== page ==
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Institutional Structure and the Logic of Ongoing Collective Action

  • Jonathan Bendor (a1) and Dilip Mookherjee (a1)


Work by Axelrod, Hardin, and Taylor indicates that problems of repeated collective action may lessen if people use decentralized strategies of reciprocity to induce mutual cooperation. Hobbes's centralized solution may thus be overrated. We investigate these issues by representing ongoing collective action as an n-person repeated prisoner's dilemma. The results show that decentralized conditional cooperation can ease iterated collective action dilemmas—if all players perfectly monitor the relation between individual choices and group payoffs. Once monitoring uncertainty is introduced, such strategies degrade rapidly in value, and centrally administered selective incentives become relatively more valuable. Most importantly, we build on a suggestion of Herbert Simon by showing that a hierarchical structure, with reciprocity used in subunits and selective incentives centrally administered, combines the advantages of the decentralized and centralized solutions. This hierarchical form is more stable than the decentralized structure and often secures more cooperation than the centralized structure. Generally, the model shows that the logic of repeated decision making has significant implications for the institutional forms of collective action.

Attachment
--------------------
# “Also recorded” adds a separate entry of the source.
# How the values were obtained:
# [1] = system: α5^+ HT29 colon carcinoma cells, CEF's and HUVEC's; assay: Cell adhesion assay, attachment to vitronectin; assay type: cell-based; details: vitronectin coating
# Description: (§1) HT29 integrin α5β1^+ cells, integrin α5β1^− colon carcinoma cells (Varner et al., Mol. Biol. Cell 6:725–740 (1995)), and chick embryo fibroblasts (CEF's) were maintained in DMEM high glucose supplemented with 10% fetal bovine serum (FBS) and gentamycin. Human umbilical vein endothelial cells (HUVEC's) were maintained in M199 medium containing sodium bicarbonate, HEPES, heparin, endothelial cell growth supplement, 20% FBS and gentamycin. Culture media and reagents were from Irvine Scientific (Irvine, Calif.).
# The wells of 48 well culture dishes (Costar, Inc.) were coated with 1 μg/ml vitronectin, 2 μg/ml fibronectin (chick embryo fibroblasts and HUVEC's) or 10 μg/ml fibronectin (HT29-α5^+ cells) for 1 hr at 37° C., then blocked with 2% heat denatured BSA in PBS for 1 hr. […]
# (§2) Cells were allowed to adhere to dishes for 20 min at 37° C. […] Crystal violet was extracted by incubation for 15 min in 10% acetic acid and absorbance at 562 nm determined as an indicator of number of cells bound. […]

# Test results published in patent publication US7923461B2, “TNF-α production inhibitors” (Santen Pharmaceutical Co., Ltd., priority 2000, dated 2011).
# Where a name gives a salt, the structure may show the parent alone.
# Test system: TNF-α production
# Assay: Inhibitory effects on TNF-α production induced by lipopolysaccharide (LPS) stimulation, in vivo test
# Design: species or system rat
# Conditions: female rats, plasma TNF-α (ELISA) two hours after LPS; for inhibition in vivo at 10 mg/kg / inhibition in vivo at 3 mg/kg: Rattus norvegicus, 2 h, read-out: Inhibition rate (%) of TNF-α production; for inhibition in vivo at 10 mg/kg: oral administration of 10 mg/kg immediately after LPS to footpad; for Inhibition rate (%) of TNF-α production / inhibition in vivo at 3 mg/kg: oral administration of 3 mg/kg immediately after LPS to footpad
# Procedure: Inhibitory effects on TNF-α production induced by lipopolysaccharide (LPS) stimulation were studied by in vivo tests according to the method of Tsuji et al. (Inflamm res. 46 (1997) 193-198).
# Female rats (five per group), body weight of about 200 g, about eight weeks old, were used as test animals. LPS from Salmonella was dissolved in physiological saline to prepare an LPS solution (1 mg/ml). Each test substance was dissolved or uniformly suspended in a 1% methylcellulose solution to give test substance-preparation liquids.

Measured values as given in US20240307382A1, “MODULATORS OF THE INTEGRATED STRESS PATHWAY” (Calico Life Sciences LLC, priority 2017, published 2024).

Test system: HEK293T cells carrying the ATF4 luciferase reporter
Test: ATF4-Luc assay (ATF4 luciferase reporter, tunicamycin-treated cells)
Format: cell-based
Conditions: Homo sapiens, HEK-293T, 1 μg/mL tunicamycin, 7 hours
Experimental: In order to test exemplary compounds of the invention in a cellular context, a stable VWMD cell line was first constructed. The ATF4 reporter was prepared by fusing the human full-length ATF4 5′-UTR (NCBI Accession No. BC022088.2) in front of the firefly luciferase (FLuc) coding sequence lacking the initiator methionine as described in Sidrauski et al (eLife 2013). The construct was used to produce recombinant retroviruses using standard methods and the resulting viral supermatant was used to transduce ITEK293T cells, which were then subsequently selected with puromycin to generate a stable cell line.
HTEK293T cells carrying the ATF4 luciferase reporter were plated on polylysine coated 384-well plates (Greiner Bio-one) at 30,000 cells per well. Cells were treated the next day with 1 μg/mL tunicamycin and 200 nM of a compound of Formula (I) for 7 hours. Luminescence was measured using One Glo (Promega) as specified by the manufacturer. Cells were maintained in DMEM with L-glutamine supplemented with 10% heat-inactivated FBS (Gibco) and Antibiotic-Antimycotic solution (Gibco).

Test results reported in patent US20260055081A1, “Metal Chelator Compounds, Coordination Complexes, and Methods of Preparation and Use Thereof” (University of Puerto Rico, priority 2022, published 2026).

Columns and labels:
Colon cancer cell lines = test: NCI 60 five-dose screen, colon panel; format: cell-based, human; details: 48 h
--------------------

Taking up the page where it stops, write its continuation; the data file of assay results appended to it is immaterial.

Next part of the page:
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Institutional Structure and the Logic of Ongoing Collective Action

  • Jonathan Bendor (a1) and Dilip Mookherjee (a1)


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